The Devil’s Thief – Lisa Maxwell

The Thief turned her back on the city—on everything she had once been and on all the lies she had once believed. The ache of loss had honed her, and the weight of memory had pressed her into something new—hard and cold as a diamond. The Thief carried the memory of those losses as a weapon against what was to come as she faced the span of the great bridge. The dark road spooled out before her, leading onward to where night had already bruised the horizon, its shadow falling over the low-slung buildings and the bare treetops of a land she’d never thought to visit. Measured in steps, the distance wasn’t all that great, but between her and that other shore stood the Brink, with all its devastating power. At her side stood the Magician. Once he had been her enemy. Always he had been her equal. Now he was her ally, and she had risked everything to come back for him. He shuddered, but whether it was from the cold evening air on his bare arms or from the reality of what they needed to do—the impossibility of it—the Thief couldn’t be sure. His voice came to her, a hushed whisper in the wind. “A day ago I had planned to die. I thought I was ready, but .

” He glanced over at her, his storm-cloud eyes revealing everything he wasn’t saying. “This will work,” she reassured him, not because she knew it was true but because there was no other option. She might not be able to change the past, might not be able to save the innocent or rewrite her mistakes and regrets, but she would change the future. Behind them, a streetcar approached, sending vibrations through the track beneath their feet. They couldn’t be seen there. “Give me your hand,” the Thief commanded. The Magician glanced at her, a question in his eyes, but she held out her bare hand, ready. With one touch he would be able read her every hope and fear. With one touch he could turn her from this path. Better to know where his heart stood now. A moment later his hand caught hers, palm to palm. The coolness of his skin barely registered, because when her skin touched his, power sizzled against her palm.

She’d felt his affinity’s warmth before, but what she felt now was something new. A wave of unfamiliar energy licked against her skin, testing her boundaries as though searching for a way into her. The Book. He’d tried to explain—tried to warn her after she had returned from the future he’d sent her to, a future he’d thought was safe. All that power is in me, he’d said. She hadn’t understood. Until now. Now the familiar warmth of his affinity was overwhelmed by a stronger magic, a power that had once been contained in the pages of the Ars Arcana the Thief had tucked into her skirts—a book that people she loved had lied and fought and died for. Now its power was beginning to creep upward, wrapping around her wrist, solid and heavy as the silver cuff she wore on her arm. At the edges of her consciousness, the Thief thought she heard voices whispering.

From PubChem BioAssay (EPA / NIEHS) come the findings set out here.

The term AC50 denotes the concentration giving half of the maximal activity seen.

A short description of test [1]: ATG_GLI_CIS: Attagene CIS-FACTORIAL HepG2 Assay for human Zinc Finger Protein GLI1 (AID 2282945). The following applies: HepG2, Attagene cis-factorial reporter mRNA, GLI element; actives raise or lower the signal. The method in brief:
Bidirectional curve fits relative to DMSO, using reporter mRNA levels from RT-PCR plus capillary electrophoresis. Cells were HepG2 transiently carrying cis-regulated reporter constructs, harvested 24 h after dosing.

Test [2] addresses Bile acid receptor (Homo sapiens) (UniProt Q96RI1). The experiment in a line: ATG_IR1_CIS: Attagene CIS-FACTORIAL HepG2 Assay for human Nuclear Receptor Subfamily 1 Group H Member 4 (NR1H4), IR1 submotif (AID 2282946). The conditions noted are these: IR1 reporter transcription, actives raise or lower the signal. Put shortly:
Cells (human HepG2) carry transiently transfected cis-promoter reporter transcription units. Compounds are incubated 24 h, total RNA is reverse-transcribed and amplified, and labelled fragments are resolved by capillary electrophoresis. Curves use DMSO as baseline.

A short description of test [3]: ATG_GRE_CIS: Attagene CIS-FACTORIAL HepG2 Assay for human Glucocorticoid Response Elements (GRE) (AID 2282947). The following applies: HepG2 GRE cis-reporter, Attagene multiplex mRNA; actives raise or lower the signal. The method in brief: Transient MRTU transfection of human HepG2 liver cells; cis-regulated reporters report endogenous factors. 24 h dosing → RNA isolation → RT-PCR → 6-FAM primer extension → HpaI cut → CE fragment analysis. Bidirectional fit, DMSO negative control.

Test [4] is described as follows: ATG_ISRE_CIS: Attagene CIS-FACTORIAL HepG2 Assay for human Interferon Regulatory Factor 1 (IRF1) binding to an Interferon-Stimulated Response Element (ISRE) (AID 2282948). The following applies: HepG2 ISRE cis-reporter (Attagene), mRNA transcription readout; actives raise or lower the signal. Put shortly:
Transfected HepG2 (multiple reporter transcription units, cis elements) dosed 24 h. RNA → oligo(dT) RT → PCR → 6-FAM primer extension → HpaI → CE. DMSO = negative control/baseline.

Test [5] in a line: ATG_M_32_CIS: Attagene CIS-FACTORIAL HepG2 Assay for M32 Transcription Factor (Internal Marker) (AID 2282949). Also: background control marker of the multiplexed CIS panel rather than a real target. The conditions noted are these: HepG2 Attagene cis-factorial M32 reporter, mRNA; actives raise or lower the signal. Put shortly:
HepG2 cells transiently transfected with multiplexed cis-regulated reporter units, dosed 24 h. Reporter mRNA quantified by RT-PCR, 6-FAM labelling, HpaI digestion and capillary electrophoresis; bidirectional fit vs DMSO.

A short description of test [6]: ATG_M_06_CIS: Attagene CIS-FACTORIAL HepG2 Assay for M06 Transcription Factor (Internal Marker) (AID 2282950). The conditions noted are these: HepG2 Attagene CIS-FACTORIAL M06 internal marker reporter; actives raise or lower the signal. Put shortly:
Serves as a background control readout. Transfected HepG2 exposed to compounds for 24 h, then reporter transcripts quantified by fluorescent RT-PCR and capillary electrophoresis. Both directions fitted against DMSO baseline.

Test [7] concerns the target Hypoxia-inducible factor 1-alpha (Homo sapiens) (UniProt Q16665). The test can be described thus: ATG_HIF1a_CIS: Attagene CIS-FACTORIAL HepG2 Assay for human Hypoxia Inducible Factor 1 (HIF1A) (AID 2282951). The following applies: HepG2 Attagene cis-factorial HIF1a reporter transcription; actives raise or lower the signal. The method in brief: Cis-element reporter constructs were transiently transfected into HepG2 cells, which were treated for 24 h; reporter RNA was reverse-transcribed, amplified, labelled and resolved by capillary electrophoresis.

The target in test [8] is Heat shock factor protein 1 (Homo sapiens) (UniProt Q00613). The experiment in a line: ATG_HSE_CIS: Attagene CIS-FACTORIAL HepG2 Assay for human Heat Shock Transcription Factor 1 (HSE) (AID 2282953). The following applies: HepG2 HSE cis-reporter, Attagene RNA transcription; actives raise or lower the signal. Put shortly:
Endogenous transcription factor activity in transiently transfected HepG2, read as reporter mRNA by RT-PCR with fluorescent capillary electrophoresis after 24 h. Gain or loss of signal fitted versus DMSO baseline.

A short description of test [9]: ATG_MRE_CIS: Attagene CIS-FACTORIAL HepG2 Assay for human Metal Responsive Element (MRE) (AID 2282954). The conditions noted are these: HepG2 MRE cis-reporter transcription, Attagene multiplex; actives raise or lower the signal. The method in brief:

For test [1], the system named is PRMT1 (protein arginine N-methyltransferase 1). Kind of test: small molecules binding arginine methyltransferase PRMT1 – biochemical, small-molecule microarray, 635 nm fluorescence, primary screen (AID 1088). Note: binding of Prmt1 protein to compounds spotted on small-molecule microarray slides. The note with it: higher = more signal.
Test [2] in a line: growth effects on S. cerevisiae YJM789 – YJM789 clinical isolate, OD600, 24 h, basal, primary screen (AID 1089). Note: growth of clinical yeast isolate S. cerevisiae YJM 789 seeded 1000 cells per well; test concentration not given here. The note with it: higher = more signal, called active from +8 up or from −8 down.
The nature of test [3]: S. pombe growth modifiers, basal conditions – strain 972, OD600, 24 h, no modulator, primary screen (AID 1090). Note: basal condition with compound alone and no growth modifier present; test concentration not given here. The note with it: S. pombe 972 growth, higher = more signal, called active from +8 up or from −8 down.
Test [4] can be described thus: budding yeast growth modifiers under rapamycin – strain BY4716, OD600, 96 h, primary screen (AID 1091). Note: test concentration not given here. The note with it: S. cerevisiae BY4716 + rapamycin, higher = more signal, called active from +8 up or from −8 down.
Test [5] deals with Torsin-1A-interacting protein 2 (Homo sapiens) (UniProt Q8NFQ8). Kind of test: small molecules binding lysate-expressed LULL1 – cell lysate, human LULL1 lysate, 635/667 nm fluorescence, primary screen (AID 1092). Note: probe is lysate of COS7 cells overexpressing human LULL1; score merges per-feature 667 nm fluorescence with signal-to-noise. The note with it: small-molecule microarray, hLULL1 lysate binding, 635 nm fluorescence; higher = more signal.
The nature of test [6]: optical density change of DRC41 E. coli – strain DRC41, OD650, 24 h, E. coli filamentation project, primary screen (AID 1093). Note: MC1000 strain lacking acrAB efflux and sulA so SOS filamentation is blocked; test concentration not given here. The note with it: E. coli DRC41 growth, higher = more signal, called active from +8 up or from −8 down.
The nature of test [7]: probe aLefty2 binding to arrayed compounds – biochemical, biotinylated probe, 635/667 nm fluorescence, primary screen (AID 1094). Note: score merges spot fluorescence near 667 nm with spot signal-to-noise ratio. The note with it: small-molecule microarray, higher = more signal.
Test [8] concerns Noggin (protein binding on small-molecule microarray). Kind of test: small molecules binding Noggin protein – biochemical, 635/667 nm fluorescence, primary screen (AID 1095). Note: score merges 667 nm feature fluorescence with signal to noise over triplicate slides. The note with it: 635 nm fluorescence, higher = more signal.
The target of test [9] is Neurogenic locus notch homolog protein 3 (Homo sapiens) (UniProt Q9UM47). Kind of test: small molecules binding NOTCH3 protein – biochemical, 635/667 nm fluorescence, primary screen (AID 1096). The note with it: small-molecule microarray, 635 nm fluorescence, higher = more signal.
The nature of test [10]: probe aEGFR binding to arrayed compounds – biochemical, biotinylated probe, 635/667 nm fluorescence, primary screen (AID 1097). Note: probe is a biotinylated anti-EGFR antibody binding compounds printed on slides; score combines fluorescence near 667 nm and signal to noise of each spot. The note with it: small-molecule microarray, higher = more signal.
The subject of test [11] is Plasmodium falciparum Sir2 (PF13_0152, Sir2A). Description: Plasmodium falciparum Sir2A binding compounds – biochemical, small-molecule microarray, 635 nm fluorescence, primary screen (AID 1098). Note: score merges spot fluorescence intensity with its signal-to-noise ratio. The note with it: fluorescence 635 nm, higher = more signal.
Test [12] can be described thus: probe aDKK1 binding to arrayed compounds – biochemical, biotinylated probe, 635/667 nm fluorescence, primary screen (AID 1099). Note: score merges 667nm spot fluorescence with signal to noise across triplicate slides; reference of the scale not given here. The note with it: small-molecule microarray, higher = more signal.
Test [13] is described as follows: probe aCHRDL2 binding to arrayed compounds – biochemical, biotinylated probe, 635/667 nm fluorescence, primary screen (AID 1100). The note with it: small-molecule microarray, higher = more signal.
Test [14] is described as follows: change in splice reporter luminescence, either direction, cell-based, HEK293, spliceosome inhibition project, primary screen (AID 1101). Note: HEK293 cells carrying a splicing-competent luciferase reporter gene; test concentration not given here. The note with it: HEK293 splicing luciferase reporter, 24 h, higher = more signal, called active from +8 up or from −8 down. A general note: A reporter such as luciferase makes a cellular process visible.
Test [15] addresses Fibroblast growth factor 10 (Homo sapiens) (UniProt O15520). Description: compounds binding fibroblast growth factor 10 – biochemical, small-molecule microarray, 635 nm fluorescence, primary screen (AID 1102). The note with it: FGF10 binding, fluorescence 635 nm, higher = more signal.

“Stop it,” she told him through clenched teeth. His response came out clipped, strained. “I’m trying.” When she looked over at him, his expression was pained, but his eyes were bright, their irises flashing with colors she could not have named. He drew in a breath, his nostrils flaring slightly with the effort, and a moment later the colors in his eyes faded until they were his usual stormy gray. The warmth vining around her arm receded, and the voices she’d heard scratching at the boundaries of her mind went quiet. Together they began to walk. Away from their city, their only home. Away from her regrets and failures. As they passed the first set of brick and steel arches, each step was one more toward their possible end.

This close to the Brink, its cold energy warned anyone with an affinity for the old magic to stay away. The Thief could feel it, could sense those icy tendrils of corrupted power clawing at her, at the very heart of what she was. But the warning didn’t stop her. Too much had happened. Too many people had been lost, and all because she had been willing to believe in the comfort of lies and too easily led. It was a mistake she wouldn’t repeat. The truth of who and what she was had seared her, burning away all the lies she’d once accepted. About her world. About herself. That blaze had cauterized her aching regrets and left her a girl of fire.

A girl of ash and scars. She carried a taste in her mouth that made her think of vengeance. It stiffened her resolve and kept her feet moving. Because after everything that had happened, all that she had learned, she had nothing left to lose. She had everything left to lose. Brushing aside the dark thought, the Thief took a deep, steadying breath and found the spaces between the seconds that hung suspended around her. Once she had not thought of time, or her ability to manipulate it, as anything particularly special. She knew better now. Time was the quintessence of existence—Aether—the substance that held the world together. Now she appreciated the way she could sense everything—the air and the light, matter itself—tugging against the net of time.